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[ou-ter-mohst or, esp. British, -muh st] /ˈaʊ tərˌmoʊst or, esp. British, -məst/
farthest out; remotest from the interior or center:
the outermost limits.
Origin of outermost
1350-1400; Middle English; see outer, -most Unabridged
Based on the Random House Dictionary, © Random House, Inc. 2015.
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Examples from the web for outermost
  • Some galaxies rotate so fast that they should be throwing off their outermost stars.
  • The clear: the crystalline or outermost heaven of the old cosmography.
  • Sepals-The leaves or segments of the calyx, or outermost envelope of an ordinary flower.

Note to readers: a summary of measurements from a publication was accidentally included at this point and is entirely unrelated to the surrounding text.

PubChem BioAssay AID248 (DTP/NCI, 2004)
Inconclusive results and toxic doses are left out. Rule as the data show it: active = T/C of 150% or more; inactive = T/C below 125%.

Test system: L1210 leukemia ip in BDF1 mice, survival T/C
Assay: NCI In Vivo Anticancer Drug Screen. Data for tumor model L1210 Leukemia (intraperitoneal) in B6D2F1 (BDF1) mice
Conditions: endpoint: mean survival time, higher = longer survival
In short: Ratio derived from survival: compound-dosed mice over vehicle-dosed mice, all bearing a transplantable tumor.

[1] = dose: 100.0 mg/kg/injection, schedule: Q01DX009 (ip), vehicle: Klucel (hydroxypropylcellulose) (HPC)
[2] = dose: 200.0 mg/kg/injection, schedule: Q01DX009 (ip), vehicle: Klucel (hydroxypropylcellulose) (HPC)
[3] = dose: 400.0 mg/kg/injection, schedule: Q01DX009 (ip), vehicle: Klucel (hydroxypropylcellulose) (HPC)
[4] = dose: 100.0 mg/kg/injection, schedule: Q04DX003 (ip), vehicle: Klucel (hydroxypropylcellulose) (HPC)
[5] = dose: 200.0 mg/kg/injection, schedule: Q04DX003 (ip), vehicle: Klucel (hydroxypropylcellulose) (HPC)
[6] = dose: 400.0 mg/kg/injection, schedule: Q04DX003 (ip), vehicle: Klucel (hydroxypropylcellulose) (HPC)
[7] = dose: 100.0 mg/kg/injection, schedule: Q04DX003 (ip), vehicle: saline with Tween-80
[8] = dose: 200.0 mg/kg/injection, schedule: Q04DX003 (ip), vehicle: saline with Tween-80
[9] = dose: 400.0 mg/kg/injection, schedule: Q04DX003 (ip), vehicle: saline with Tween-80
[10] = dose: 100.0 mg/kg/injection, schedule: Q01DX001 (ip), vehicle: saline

• If there is no one in the row ahead of you, look for a button on the handle of the outermost seat.
  • Whatever you wear as your outermost layer on the torso should be high-visibility.
  • The outermost skin is removed and hinged open to make a chair.
  • The first electrons to go are the outermost ones, because the atom holds them less tightly.
  • About many jazzmen one feels the urgency in them to live, and to live at the outermost limits of human possibility.
  • The flow makes its return trip to the equator through the convection zone, the outermost layer of the sun's interior.
  • It only requires seven or eight cells from the outermost layer of our skin.
British Dictionary definitions for outermost


furthest from the centre or middle; outmost
Collins English Dictionary - Complete & Unabridged 2012 Digital Edition
© William Collins Sons & Co. Ltd. 1979, 1986 © HarperCollins
Publishers 1998, 2000, 2003, 2005, 2006, 2007, 2009, 2012
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Word Origin and History for outermost

1580s, from outer + -most.

Online Etymology Dictionary, © 2010 Douglas Harper
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